If there is a simple key to what has happened, and what is likely to happen as a result of the dust up surrounding building in Jerusalem and the visit of Vice President Biden, it is a lack of trust.
It is hard to find a serious Israeli commentator who expresses trust of the wisdom of the American administration or its posture vis a vis Israel. Public opinion surveys of Israeli Jews parallel that lack of trust.
Israeli Jews do not trust Israeli Arabs or Palestinians. The violence since 2000 and in response to the withdrawal from Gaza has done its work to reinforce this lack of trust that has older roots.
Palestinians and Israeli Arabs do not trust Israeli Jews; and Palestinians and Israeli Arabs do not trust one another. Israeli Arabs show no interest in becoming citizens of Palestine. Casual suggestions to give Palestine the Arab neighborhoods of Jerusalem naively avoid the issue of referenda in those neighborhoods.
Secular Palestinians do not trust religious Palestinians, Christians and Muslims do not trust one another, and those with Fatah loyalties do not trust those with Hamas. Serious violence occurred between Fatah and Hamas in Gaza. Members of one extended family do not trust those of other families. Bloody feuds erupt from time to time among Israeli Arabs and Palestinians. The notion of a Palestinian "nation" is a considerable exaggeration.
Israeli Arabs and Palestinians look ritualistically to others to press the Israelis, but there is not a lot of trust among them directed at Americans or other Arabs.
And who trusts Palestinians? Not many Americans, according to Gallup. Or elites in other Arab countries. Think of the Palestinians as the Jews of the Arab world.
Israelis to the right and left of center do not trust one another. Neither the settlers and their friends, nor the anarchists and other persistent advocates of Palestinians rights are widely popular in the large Jewish center of the spectrum. There is little trust between secular Israeli Jews and the Orthodox and ultra-Orthodox, both on issues that are internal to the Jewish communities and those that spill over to matters of land and peace.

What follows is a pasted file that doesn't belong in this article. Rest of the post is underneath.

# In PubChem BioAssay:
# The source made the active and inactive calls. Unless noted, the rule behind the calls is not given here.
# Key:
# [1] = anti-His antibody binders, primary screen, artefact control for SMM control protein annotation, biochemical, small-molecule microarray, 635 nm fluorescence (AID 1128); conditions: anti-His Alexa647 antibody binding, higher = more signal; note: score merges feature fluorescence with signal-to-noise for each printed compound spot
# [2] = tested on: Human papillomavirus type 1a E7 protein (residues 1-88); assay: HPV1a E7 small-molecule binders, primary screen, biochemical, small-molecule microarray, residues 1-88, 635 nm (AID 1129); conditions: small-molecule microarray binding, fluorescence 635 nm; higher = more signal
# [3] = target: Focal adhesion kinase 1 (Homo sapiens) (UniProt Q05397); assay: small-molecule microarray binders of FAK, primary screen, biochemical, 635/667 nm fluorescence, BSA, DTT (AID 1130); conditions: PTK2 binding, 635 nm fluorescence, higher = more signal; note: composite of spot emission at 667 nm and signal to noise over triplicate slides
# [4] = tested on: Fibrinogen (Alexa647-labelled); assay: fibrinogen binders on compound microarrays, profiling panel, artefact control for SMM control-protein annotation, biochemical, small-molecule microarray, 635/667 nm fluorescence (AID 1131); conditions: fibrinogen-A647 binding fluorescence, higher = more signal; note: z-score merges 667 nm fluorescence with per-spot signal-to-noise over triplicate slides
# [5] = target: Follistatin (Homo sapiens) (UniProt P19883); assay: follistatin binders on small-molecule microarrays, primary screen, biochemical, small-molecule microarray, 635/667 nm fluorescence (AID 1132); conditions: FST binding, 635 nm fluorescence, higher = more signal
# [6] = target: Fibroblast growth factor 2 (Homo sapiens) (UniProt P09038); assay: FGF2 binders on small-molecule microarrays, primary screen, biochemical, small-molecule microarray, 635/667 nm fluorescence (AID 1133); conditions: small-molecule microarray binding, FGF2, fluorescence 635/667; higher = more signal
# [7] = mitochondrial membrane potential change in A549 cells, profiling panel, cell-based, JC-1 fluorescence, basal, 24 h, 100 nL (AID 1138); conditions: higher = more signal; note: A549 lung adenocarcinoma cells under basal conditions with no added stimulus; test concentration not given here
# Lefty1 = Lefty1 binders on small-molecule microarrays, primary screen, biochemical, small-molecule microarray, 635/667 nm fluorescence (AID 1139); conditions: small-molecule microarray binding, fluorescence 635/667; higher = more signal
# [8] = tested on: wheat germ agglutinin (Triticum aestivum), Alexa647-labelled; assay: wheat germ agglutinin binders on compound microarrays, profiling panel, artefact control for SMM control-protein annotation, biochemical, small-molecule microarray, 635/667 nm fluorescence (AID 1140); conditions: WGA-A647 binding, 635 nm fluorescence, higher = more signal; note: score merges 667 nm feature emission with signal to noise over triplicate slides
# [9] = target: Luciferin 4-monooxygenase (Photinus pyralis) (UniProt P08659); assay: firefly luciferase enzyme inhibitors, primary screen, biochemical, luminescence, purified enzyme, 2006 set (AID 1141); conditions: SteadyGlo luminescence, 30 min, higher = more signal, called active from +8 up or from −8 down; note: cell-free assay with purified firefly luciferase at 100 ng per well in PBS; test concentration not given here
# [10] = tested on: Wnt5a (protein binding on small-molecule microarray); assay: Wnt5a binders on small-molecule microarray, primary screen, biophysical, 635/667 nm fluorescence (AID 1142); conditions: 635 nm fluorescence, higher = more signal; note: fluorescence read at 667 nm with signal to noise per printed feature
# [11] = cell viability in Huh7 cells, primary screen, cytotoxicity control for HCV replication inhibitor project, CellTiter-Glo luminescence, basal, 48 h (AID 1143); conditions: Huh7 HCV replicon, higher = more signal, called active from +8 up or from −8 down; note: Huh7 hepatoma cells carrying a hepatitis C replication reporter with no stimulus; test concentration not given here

"Bibi? I don't believe him" was the centerpiece in Tzipi Livni's 2009 election campaign. Her Kadima Party received more votes and Knesset seats than Netanyahu's Likud, but she did not have the allies to form a coalition. Since the election she may have been too quiet in order to preserve her political base. Her party rival, Shaul Mofaz, is finding support among Kadima activists who do not trust Livni to do what is necessary to become prime minister.
People in and around the White House would sign on to Tzipi's slogan. They are probably quoting Bill Clinton, "Who the f--- does he think he is?"
Do Israeli and overseas Jews trust one another?
This is a sensitive question with no clear answer. Probably not as much as they used to. It is common to say that the Lebanon war of 1982 was the watershed, i.e., Israel's first "war of choice" in the eyes of those who opposed it.
Leaving aside what may be the majority of overseas Jews who are apathetic or uninformed about Israeli issues, there are parallel conflicts with the issues that separate Israeli Jews. Diaspora Jews argue about land and peace, settlements, and religion. There is a conflict over Orthodox and non-Orthodox Judaism that overseas Jews try without much success to implant in Israel.
Good signs are the economic development and the spurt of peace that has marked the last few years in the West Bank. Israel's economy is doing better than many others. The shekel has performed well in relation to the dollar and the Euro.
If foreign politicians will keep quiet and pursue the advancement of their reputations elsewhere, the good times in Israel and Palestine (West Bank) may develop further.
But I do not trust my moments of optimism. There are enough fanatics among Palestinians, Israelis, and others wanting to promote themselves, their ideology or theology, willing to destroy the good for their view of Paradise, peace, democracy, or whatever.
Ira Sharkansky (Emeritus)
Department of Political Science
Hebrew University of Jerusalem